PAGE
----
First, we strongly encourage the strengthening of support for the bedrock Treaty on the Non-Proliferation of Nuclear Weapons (NPT), and goals of the Treaty on the Prohibition of Nuclear Weapons (TPNW) and other legal restraints and obligations. But greater attention to the urgent work to eliminate nuclear weapons is required.

Second, CNANW-SC supports the nuclear disarmament proposals from civil society for the Summit of the Future  in the first round of civil society consultations facilitated by the Coalition for the UN we Need, and which are included in the Interim People’s Pact for the Future which includes the following proposals:

We also highlight the following proposals, which will reduce global instability: 

1)  The approval by all Nuclear Weapons States and their alliances of the policy of No-First-Use of nuclear weapons;

2)  The prioritizing of policies based on Common Security as the foundation for global governance. Restore and expand emphasis on war prevention and peaceful conflict resolution, and give priority to building the United Nations as envisaged by its Charter. Press for multilateral over unilateral responses to stave off, or hasten the repair of, breaches of the peace, to limit human suffering and environment degradation, and to thereby minimize costly military interventions.  Common security puts a premium on the machinery and diplomacy of international cooperation and favours the peaceful resolution of disputes, together with the equal right to security of all states;

3) Reliance on the International Court of Justice as a core legal instrument for the prevention of war;

4)  Sustainable earth stewardship will be enhanced by redirection of financial and human resources away from maintenance of dangerous weapons systems, including nuclear weapons modernization, and failed military doctrines, including nuclear deterrence.

We wish the planners of the UN Summit of the Future great success in the elaboration of the Zero Draft Report.

In pursuit of a more stable and sustainable world, free of nuclear weapons.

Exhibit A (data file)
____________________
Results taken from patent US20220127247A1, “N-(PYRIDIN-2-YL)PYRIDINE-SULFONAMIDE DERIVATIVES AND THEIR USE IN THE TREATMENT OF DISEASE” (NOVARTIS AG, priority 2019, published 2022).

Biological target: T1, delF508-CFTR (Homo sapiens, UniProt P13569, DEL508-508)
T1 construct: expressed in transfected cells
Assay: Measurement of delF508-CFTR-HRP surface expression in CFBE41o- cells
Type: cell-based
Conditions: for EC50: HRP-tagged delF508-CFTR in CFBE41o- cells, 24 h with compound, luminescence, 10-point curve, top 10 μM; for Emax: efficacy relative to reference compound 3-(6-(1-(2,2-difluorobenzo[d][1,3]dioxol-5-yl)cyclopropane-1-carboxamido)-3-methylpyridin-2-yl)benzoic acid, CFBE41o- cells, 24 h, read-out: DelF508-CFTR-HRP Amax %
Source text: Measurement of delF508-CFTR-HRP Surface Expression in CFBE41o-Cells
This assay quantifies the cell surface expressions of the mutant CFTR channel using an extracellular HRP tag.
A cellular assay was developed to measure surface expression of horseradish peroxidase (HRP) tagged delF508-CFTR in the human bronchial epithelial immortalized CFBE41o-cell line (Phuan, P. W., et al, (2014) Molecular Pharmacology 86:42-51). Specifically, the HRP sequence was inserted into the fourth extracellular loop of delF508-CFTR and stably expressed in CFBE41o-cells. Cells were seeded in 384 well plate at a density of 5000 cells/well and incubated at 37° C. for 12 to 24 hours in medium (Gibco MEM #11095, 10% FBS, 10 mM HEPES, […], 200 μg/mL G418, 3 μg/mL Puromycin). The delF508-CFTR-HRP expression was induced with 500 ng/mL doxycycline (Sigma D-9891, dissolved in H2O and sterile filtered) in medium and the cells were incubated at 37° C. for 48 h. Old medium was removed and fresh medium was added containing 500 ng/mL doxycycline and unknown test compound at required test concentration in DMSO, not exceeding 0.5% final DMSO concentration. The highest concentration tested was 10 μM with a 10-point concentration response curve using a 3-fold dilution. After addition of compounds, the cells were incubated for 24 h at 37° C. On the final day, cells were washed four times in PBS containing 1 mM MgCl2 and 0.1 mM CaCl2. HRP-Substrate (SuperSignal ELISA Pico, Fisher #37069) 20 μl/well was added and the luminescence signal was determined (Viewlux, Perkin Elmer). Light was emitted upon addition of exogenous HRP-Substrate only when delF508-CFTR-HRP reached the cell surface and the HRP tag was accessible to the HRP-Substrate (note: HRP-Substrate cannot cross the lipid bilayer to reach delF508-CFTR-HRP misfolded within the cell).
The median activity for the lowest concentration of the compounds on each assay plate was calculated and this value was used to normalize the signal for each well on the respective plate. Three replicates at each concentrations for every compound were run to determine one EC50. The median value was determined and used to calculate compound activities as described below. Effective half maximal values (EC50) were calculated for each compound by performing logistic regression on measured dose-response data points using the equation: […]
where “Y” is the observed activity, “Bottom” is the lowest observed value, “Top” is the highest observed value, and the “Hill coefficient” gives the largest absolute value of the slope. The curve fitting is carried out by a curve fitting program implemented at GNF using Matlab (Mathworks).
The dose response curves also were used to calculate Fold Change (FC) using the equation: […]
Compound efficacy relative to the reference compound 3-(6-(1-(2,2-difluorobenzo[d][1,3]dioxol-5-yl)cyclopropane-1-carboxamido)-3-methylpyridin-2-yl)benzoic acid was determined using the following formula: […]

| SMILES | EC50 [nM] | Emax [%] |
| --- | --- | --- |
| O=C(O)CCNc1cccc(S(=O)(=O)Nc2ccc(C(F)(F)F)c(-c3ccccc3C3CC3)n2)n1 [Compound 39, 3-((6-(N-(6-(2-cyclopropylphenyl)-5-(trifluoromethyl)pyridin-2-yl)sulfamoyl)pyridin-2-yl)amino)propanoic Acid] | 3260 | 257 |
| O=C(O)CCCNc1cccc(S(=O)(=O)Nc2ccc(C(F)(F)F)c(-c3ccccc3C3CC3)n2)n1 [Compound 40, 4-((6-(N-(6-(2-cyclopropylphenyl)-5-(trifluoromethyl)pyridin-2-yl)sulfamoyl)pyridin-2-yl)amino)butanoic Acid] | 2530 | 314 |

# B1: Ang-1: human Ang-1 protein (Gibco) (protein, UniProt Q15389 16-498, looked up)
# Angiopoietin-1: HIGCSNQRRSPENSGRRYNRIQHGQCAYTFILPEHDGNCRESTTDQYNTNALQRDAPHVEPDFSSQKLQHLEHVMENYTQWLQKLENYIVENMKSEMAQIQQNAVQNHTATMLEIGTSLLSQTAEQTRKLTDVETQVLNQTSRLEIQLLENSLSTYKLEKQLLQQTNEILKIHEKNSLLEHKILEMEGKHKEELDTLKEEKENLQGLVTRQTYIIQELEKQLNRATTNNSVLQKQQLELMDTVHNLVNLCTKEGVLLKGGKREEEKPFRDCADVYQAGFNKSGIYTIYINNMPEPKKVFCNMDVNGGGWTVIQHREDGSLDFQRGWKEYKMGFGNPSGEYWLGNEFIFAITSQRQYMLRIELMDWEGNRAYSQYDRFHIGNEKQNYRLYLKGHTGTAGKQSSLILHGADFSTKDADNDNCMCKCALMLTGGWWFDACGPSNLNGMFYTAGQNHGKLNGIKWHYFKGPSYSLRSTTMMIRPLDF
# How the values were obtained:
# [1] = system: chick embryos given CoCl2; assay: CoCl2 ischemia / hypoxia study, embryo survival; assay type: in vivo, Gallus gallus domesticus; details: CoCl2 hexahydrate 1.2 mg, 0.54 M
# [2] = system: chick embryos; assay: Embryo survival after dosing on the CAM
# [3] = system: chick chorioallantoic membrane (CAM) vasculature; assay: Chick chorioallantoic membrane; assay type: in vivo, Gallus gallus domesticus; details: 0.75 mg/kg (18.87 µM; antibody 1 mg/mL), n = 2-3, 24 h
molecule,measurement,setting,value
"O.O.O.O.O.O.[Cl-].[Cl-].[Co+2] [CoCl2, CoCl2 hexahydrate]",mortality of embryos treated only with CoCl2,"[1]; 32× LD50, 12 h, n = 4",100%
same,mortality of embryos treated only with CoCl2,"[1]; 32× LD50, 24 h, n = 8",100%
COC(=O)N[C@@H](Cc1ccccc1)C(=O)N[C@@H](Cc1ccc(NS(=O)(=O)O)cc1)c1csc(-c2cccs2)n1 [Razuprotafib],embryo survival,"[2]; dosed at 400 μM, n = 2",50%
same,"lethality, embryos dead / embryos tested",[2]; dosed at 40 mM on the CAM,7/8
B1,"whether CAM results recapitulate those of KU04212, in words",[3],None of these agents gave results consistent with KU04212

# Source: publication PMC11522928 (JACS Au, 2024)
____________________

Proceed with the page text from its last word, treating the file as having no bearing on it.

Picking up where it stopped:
We remain available should you have any questions.

Most sincerely,

CNANW Co-Chairs Robin Collins and Dr. Sylvie Lemieux,
CNANW Steering Committee,
Canadian Pugwash Group
Canadian Voice of Women for Peace (VOW)
Group of 78
Hiroshima Nagasaki Day Coalition (HNDC)
International Physicians for the Prevention of Nuclear War Canada (IPPNWC)
Project Ploughshares
Religions for Peace Canada
Religions pour la Paix – Québec
Rideau Institute
Science for Peace

— December 2023 —

Today’s Wars No Excuse to Abandon Disarmament

Download statement in pdf


Published in The Hill Times, November 1, 2023

For the first time, the four leading organizations in Canada devoted to nuclear disarmament issues — Canadian Pugwash GroupCanadian Network to Abolish Nuclear WeaponsCanadians for a Nuclear Weapons Convention and Project Ploughshares — co-sponsored a single event on Oct. 19, 2023. This extraordinary Roundtable, “Revitalizing Nuclear Disarmament Afer the Ukraine War,” was convened at a moment of extreme danger to the world. This is the Roundtable’s abridged report to the Government of Canada.

Full Report, Canada’s Role in Nuclear Disarmament in a Multi-Polar World: After Ukraine Special Roundtable

Reducing the Nuclear Weapons Risks in the Ukraine Conflict

Report on November 29, 2022 Special Meeting of CNANW

In a recent statement, NATO’s Secretary General, a former social-democratic Norwegian Prime Minster, Mr. Jens Stoltenberg said that the alliance will continue to support Ukraine for “as long as it takes”. He added: “We will not back down.” Prominent columnists have challenged the very idea that a ceasefire in the Ukraine crisis is possible or have even suggested that it might lengthen the war on Russian President Putin’s terms. Some press for a “fight to victory” by Kyiv, given recent gains on the battlefield. Sometimes the nuclear weapons threat is seen as blackmail, a bluff, or a risk worth ignoring.

How then can Canada constructively contribute to peace?

Panelists at the CNANW discussion in late November were asked to consider opportunities for reducing the nuclear weapon threat, and prospects for peace. All acknowledged the dire situation in Ukraine following the illegal Russian invasion.